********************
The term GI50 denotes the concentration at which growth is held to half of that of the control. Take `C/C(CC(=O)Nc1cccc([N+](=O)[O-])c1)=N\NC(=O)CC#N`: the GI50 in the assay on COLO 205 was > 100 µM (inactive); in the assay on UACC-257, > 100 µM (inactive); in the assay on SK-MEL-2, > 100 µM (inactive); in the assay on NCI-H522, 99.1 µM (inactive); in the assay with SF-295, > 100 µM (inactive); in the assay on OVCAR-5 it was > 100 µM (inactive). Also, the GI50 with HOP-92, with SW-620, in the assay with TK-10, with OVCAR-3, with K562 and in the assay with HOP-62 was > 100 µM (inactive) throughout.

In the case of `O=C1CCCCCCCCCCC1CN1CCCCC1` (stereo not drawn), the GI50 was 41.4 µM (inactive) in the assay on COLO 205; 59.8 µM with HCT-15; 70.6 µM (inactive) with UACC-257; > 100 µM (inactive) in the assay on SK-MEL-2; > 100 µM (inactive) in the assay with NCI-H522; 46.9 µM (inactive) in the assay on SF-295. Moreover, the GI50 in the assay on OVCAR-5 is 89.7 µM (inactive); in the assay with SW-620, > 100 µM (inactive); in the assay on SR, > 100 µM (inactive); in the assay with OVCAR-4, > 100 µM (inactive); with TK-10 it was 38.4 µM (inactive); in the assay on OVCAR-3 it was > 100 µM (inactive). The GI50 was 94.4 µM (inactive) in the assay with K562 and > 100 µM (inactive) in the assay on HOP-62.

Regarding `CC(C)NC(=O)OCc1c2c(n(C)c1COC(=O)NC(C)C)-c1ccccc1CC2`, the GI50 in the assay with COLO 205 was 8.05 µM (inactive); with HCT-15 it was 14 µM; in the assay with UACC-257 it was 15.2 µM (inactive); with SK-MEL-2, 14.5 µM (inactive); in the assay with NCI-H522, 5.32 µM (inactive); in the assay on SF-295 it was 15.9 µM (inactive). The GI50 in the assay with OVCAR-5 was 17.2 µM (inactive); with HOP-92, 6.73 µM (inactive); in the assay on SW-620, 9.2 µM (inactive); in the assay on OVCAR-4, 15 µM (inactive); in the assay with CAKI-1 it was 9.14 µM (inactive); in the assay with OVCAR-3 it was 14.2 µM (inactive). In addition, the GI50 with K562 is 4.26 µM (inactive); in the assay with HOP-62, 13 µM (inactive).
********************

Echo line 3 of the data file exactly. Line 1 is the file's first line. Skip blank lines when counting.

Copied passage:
Regarding `CC(C)NC(=O)OCc1c2c(n(C)c1COC(=O)NC(C)C)-c1ccccc1CC2`, the GI50 in the assay with COLO 205 was 8.05 µM (inactive); with HCT-15 it was 14 µM; in the assay with UACC-257 it was 15.2 µM (inactive); with SK-MEL-2, 14.5 µM (inactive); in the assay with NCI-H522, 5.32 µM (inactive); in the assay on SF-295 it was 15.9 µM (inactive). The GI50 in the assay with OVCAR-5 was 17.2 µM (inactive); with HOP-92, 6.73 µM (inactive); in the assay on SW-620, 9.2 µM (inactive); in the assay on OVCAR-4, 15 µM (inactive); in the assay with CAKI-1 it was 9.14 µM (inactive); in the assay with OVCAR-3 it was 14.2 µM (inactive). In addition, the GI50 with K562 is 4.26 µM (inactive); in the assay with HOP-62, 13 µM (inactive).